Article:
Harvard In The Iron Age

Orin Kerr noted that the writing was remarkably good for a college sophomore, but even more remarkable was that Brooks Anderson, ’25, had the guts to write it, and the Crimson the guts to publish it. The “it” is a stinging takedown of Harvard University’s bureaucracy bloat, living proof of Pournelle’s Iron Law of Bureaucracy.

Harvard is one of the world’s preeminent universities; surely it has used its billions of dollars of accumulated wealth to primarily invest in its educational program, building an unparalleled roster of top professors, expanding offerings to students, and reducing class sizes. Right?

Wrong. Harvard has instead filled its halls with administrators. Across the University, for every academic employee there are approximately 1.45 administrators. When only considering faculty, this ratio jumps to 3.09. Harvard employs 7,024 total full-time administrators, only slightly fewer than the undergraduate population.

I’ll neither vouch for the accuracy of his numbers nor put in the time and effort to check his math because that’s not what concerns me here. This does.

Most administrators have a legitimate function. I will happily concede that the University does need administration to operate effectively. No professors want to handle Title IX compliance or send institution-wide emails about Covid-19 protocols. Yet of the 7,000-strong horde, it seems that many members’ primary purpose is to squander away tax-free money intended for academic work on initiatives, projects, and committees that provide scant value to anyone’s educational experience.

Even in his denigration of bureaucracy existing to perpetuate bureaucracy, of the many millions of dollars dedicated to the occupant of the Office of the Assistant Vice Provost of Tuesday, et al., Anderson still presumes “most administrators” to have a “legitimate function.” How many admins does it take to put in a light bulb send out a Covid-19 email protocol?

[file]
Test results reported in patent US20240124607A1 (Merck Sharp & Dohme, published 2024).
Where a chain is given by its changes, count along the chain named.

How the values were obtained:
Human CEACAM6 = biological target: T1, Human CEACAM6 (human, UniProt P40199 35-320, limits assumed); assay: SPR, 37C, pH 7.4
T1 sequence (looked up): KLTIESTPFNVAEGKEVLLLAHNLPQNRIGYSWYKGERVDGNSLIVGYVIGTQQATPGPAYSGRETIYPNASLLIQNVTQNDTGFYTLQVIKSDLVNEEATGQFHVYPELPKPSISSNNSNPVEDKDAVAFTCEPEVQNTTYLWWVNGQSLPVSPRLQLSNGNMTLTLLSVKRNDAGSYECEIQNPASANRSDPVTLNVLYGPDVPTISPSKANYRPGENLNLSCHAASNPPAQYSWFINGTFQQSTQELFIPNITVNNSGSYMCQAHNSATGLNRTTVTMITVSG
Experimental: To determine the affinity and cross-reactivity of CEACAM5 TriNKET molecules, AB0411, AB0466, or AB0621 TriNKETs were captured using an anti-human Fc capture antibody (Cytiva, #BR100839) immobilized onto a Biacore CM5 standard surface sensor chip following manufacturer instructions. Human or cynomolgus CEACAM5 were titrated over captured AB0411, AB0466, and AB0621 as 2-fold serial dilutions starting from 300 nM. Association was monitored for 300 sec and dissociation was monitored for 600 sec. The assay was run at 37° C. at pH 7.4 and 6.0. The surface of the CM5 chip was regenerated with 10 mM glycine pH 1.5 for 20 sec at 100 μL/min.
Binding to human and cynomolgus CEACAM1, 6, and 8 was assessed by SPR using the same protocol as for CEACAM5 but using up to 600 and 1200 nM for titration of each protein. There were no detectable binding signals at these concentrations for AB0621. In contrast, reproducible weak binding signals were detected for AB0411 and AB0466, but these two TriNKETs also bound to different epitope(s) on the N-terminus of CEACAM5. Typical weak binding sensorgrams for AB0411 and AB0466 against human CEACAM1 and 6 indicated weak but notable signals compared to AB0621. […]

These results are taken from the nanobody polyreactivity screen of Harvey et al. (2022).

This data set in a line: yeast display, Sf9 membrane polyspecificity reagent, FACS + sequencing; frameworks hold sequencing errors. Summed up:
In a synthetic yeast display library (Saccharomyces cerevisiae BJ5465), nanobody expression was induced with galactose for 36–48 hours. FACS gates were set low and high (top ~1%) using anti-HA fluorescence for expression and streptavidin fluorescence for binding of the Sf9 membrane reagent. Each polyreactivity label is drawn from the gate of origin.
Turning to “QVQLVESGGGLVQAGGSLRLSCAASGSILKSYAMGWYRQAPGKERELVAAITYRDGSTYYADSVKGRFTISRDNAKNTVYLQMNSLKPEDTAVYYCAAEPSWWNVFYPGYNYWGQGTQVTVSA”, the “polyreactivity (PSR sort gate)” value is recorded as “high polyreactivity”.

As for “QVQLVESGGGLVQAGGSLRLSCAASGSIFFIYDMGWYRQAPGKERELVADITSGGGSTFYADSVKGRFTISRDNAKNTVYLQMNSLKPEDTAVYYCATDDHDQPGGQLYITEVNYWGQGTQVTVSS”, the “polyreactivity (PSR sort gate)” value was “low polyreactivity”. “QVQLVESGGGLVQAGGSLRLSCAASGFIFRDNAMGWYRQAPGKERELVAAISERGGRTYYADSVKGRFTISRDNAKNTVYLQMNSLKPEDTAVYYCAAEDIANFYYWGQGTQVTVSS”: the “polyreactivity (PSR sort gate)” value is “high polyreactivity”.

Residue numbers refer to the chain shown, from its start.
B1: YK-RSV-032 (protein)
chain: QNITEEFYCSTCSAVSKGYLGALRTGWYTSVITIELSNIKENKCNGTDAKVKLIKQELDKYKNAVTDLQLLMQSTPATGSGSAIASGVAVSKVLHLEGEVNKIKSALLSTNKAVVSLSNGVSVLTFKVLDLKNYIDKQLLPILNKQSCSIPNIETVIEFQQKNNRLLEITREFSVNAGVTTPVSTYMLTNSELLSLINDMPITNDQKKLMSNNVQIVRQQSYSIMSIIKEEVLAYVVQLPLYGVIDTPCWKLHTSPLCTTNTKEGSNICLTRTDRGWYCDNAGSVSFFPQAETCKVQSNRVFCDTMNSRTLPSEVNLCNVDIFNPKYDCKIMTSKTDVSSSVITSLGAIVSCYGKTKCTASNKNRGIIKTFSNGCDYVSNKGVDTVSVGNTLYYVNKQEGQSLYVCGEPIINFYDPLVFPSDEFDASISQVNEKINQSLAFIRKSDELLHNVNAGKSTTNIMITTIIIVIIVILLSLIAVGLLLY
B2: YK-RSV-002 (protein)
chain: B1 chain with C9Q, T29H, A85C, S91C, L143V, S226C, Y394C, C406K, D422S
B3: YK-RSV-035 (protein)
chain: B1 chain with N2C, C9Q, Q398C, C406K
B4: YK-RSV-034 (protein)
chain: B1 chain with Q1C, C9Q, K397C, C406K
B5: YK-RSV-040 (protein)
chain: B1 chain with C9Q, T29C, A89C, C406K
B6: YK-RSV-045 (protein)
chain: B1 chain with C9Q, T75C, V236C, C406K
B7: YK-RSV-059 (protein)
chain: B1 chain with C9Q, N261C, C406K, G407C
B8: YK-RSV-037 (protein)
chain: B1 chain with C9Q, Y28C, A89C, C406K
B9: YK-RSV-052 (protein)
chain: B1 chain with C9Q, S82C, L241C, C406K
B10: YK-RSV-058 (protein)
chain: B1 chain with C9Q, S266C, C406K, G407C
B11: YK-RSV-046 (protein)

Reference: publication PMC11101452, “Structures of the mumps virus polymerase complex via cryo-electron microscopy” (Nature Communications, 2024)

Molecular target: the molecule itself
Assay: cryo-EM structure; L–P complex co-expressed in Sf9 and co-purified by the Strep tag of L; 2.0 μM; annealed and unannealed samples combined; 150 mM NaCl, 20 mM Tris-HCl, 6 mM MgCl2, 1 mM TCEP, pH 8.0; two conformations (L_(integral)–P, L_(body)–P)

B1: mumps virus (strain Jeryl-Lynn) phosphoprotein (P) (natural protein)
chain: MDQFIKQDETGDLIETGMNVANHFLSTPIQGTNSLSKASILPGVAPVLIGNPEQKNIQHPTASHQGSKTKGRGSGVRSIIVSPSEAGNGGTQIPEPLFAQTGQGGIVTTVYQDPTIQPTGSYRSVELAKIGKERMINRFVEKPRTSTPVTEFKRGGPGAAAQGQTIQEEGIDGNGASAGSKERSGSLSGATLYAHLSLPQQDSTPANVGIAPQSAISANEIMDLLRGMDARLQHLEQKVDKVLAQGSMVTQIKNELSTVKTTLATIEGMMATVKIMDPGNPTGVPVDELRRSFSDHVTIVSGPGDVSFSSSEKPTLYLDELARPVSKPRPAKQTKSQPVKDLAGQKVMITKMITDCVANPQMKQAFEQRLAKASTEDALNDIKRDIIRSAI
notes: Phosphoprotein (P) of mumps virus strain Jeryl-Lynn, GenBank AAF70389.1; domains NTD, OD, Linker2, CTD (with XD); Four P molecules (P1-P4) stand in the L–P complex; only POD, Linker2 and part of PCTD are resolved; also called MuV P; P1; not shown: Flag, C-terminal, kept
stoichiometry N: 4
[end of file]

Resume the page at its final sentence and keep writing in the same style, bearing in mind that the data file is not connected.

But note how “handle Title IX compliance” found its way into “legitimate function”? This isn’t to say that Anderson has so deeply inhaled the taint as to be incapable of seeing how bureaucracy builds upon itself for its own sake. He offers a cute example.

For example, last December, all Faculty of Arts and Sciences affiliates received an email from Dean Claudine Gay announcing the final report of the FAS Task Force on Visual Culture and Signage, a task force itself created by recommendation of the Presidential Task Force on Inclusion and Belonging. This task force was composed of 24 members: six students, nine faculty members, and nine administrators. The task force produced a 26-page report divided into seven sections, based upon a survey, focus groups, and 15 separate meetings with over 500 people total. The report dedicated seven pages to its recommendations, which ranged from “Clarify institutional authority over FAS visual culture and signage” to “Create a dynamic program of public art in the FAS.” In response to these recommendations, Dean Gay announced the creation of a new administrative post, the “FAS campus curator,” and a new committee, the “FAS Standing Committee on Visual Culture and Signage.”

Mind you, all of this was dedicated to the critical cause of “visual culture and signage,” an outgrowth of “inclusion and belonging.” Was this to prevent any future Harvard student to be traumatized by a rest room bearing the legend “Men’s” or to remove the stained glass window showing black people picking cotton in the fields? Without such a task force, would anyone have the power to eradicate the title of “housemaster” because the word was too painful to endure?

Anderson’s point is that the campus is overwhelmed by well-paid employees who have nothing to do with what was once the core mission of a university, education. They don’t teach. Whether they facilitate teaching has more to do with how many gymnastic moves you’re willing to make to connect the feelings of safety with the learning of physics.

But on campus, students, and their enablers, have come to internalize the unquestioned necessity for a grown-up to fashion, maintain and fix their worlds so that they are never forced to suffer the slightest twinge of discomfort. It’s not just that they believe they are entitled to a discomfort-free world, regardless of what makes any individual feel uncomfortable, but they are entitled to have an adult official in an office with an administrative title on the door responsible for making it so. And Anderson, like pretty much any other student, sees this as a legitimate function.